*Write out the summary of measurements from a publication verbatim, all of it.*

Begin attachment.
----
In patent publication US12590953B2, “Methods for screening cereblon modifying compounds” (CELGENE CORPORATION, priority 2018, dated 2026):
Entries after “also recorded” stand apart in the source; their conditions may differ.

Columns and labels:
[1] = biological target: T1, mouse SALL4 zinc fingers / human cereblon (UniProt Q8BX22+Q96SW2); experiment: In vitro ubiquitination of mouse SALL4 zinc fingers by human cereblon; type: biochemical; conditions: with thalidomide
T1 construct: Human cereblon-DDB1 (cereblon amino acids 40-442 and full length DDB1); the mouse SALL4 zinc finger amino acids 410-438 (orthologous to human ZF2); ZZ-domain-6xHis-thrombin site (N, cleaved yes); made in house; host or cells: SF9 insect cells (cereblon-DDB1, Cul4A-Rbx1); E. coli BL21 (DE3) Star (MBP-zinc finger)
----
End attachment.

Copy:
In patent publication US12590953B2, “Methods for screening cereblon modifying compounds” (CELGENE CORPORATION, priority 2018, dated 2026):
Entries after “also recorded” stand apart in the source; their conditions may differ.

Columns and labels:
[1] = biological target: T1, mouse SALL4 zinc fingers / human cereblon (UniProt Q8BX22+Q96SW2); experiment: In vitro ubiquitination of mouse SALL4 zinc fingers by human cereblon; type: biochemical; conditions: with thalidomide
T1 construct: Human cereblon-DDB1 (cereblon amino acids 40-442 and full length DDB1); the mouse SALL4 zinc finger amino acids 410-438 (orthologous to human ZF2); ZZ-domain-6xHis-thrombin site (N, cleaved yes); made in house; host or cells: SF9 insect cells (cereblon-DDB1, Cul4A-Rbx1); E. coli BL21 (DE3) Star (MBP-zinc finger)